• Present each lateral mirroring sequence to the class. First, place the reflection line horizontally, dividing the stage space into upstage and downstage. Each dancer should stand on one side of the line facing each other. The audience will see the back of one dancer and the front of the other. Next, place the reflecting line vertically so that the stage is divided into stage right and stage left and each dancer faces a side wall. The audience will see the sides of the dancers. In the first instance the audience will see the movement from the front and the second instance from the side. Discuss with the audience how the reflections look with the different facings. Does the movement look different when facing front to back or side to side? How is symmetry achieved when facing sideways?



Improvisation 3: Looking in the Mirror

  • Create a variation of the lateral mirroring sequence with literal mirroring. In this variation, both partners will use the same arms and legs while doing the movement phrase facing each other (horizontal reflection line). The dancer who is following will have to reverse beginning sides when starting each movement. Practice your 32-count sequence from the lateral mirroring exercise in this manner. Each partner must do the movement with the opposite arm and leg. This process will produce spatial asymmetry because only one side of a figure in space will be observed.
  • Present each literal mirroring sequence to the class. Next, place the reflecting line vertically so that each dancer faces a side wall. Dance the same literal mirroring movements just danced with the horizontal reflecting line. In the first instance the audience saw the movement from the front, in the second instance from the side. Discuss how the reflections look with the different facings. Does the movement look different when facing front to back or side to side? How is symmetry achieved when facing sideways?


Improvisation 4: Side by Side

Using the same 32-count movement phrase created for improvisation 3, dance it standing side by side, both dancers facing the audience or front. To achieve symmetry, each dancer must begin with the opposite side or limbs of the body. The reflection line is vertical, dividing the stage in two halves, left and right. In this relationship, the dancer on stage left will begin with the left foot and the dancer on stage right will begin with the right foot. Is it easier or harder to remain in unison? How does this exercise relate to the graphed forms drawn earlier?

Example: Chapter 2, Lesson 3B: Opening and Closing Duet

Alonzo King uses the compositional device of mirroring in his work Dreamer. In this example, we can see lateral mirroring front to back, side by side, and back to back. The reflection line is always horizontal, however. Watch how the relationship between dancers evolves as facings change.


Improvisation 5: Back to Back

Using the same 32-count movement phrase previously explored, dance it while standing back to back. First, perform it as a literal mirroring sequence using the opposite arms and legs, then try a lateral mirroring sequence using same arms and legs. Perform your sequences for the class. Place the reflection line horizontally, dividing the stage into upstage and downstage halves. One dancer will face the front, the other will face the back wall. Discuss with classmates which of the two types of mirroring, literal or lateral, is most interesting visually. How might a choreographer use this type of back-to-back mirroring?

Example: Chapter 2, Lesson 3C: Back to Back

In this example from Verge, watch the two dancers in the center dance the same movement with the same arms and legs but starting back to back. The reflection line is horizontal and the dancers face away from each other. This relationship gives the illusion that the dancers are moving away from and toward the center of the stage. One dancer moves toward the audience as the other moves away.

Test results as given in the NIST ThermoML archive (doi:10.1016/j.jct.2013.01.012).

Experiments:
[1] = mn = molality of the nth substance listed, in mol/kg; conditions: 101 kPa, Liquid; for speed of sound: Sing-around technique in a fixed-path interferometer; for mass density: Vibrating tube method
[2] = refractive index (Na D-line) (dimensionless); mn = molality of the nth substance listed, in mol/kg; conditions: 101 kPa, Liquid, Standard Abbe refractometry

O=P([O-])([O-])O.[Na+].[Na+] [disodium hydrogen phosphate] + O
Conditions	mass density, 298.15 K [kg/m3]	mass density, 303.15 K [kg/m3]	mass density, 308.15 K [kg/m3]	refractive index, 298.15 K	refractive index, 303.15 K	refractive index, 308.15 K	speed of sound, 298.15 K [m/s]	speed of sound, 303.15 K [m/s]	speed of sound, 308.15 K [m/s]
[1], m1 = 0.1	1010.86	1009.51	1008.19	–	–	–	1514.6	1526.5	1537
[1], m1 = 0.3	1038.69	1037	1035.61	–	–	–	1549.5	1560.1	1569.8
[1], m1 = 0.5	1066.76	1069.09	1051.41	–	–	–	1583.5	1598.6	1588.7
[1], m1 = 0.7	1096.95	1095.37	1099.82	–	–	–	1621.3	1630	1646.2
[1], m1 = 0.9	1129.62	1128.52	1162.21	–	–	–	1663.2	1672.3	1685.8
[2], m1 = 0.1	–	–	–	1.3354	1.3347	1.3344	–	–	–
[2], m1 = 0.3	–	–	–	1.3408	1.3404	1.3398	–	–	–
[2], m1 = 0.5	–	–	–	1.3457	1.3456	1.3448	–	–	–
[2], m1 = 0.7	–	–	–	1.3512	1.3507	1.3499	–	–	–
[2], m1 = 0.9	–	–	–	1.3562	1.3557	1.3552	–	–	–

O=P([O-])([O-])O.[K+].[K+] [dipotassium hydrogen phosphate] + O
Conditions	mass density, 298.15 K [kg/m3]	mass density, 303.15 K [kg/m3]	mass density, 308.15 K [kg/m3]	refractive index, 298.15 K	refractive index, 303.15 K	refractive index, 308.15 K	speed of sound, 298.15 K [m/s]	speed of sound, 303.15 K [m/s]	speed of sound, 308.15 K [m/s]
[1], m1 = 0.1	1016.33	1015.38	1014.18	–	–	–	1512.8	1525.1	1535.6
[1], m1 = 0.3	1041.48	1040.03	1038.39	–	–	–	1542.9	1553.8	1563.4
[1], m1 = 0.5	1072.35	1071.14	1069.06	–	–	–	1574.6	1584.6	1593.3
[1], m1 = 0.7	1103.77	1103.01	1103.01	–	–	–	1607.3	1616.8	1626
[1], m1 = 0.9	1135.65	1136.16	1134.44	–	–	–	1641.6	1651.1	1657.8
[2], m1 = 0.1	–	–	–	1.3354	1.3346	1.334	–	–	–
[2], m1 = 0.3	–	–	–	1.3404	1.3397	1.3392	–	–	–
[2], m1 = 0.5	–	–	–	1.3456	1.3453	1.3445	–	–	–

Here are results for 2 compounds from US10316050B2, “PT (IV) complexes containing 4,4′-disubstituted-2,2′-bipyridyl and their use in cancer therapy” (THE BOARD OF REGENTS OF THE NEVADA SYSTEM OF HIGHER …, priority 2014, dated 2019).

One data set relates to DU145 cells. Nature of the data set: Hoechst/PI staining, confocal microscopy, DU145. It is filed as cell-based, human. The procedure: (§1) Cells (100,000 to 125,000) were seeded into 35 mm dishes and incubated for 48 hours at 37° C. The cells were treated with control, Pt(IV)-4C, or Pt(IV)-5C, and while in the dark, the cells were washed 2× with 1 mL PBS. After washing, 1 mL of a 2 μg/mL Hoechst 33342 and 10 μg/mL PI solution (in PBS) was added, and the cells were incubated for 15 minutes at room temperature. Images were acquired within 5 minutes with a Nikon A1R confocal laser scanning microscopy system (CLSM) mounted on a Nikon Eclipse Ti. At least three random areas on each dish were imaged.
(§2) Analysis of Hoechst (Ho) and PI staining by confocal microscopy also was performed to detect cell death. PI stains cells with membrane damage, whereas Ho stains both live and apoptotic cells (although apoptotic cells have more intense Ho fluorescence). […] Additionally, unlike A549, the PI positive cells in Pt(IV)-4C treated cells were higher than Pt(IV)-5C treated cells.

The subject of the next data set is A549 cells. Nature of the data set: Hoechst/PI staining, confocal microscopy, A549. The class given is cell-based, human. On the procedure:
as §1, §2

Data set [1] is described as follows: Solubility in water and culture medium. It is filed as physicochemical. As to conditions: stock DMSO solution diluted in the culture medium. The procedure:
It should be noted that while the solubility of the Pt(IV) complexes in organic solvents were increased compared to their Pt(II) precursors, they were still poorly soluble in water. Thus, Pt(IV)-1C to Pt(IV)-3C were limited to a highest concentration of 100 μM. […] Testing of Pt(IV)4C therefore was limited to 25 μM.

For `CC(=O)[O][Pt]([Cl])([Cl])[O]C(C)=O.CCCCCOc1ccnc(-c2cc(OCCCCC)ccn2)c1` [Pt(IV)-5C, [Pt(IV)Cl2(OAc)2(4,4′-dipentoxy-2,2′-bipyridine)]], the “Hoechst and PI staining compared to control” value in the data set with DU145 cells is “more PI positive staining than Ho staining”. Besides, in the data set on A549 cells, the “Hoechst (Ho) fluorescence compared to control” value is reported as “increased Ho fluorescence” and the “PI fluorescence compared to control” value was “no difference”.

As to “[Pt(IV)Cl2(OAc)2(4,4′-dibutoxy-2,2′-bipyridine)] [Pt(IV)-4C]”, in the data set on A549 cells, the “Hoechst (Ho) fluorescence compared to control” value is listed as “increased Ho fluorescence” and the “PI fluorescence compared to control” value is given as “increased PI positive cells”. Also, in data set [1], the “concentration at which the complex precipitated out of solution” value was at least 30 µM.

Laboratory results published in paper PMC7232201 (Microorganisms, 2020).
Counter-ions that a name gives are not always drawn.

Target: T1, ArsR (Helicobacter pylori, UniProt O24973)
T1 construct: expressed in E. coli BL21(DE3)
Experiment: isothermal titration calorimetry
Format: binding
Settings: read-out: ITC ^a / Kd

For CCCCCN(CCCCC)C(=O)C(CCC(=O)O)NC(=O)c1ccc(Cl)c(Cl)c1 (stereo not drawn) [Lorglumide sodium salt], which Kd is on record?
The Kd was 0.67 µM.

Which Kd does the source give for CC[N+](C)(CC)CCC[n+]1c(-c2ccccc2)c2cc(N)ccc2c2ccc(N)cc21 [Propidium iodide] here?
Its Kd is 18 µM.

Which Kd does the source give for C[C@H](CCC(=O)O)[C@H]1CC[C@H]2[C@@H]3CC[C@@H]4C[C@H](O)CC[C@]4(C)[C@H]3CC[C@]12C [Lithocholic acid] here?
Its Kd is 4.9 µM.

• Perform the different mirroring variations from improvisations 2 through 5. Each pair should choose one or more of the variations to perform. With your partner, decide how to place the reflection line to divide the stage. Discuss with classmates which of the mirroring variations is most interesting and why.


Problem Solving

Example: Chapter 2, Lesson 3D: At the Bull's-Eye

In Verge, the Alter Ego mimics the movements of the Impulse, especially as he enters the center of the target. In this example, we see both characters performing a mirroring sequence that begins with symmetrical arm, leg, and body movement followed by literal and lateral mirroring gestures. The stage is bisected by a horizontal reflection line so that we see one dancer from the back and the other from the front. They are standing as if looking in a mirror.


Reflection Duets

  • In partners, design a Reflection duet inspired by the movement material explored in improvisations 2 through 5, which can serve as a starting point for a new series of 32 counts.
  • Design the sequence using literal mirroring (section A). Repeat the sequence using lateral mirroring (section B). Perform the phrase a third time, mixing and matching literal and lateral mirroring (section C). Try the sequences facing each other, back to back, or side by side. Decide which facing is appropriate for each sequence. Also decide where the reflection line should be for each group of 32 counts so that the material will appear the most interesting to the audience. At least one section should show the stage space divided horizontally, one vertically, and one a combination of the two. The study should be at least 1 minute long.


Sample Phrase

A = Literal mirroring, 32 counts, horizontal reflection line, dancers are face to face

B = Lateral mirroring, 32 counts, vertical reflection line, dancers are face to face

C = Lateral mirroring back to back and side to side, 32 counts, horizontal reflection line


Discussion Questions

  1. When we look in a mirror, do we see ourselves as others see us or are we reversed?
  2. To mirror someone, what must we do?
  3. What happens when mirroring partners do the same movement starting with the same-side arms and legs? How is this different from traditional mirroring?
  4. Are some kinds of movements easier or harder to do with a mirroring partner?
  5. Is it possible to make mirroring shapes?
  6. How is symmetry achieved in mirroring?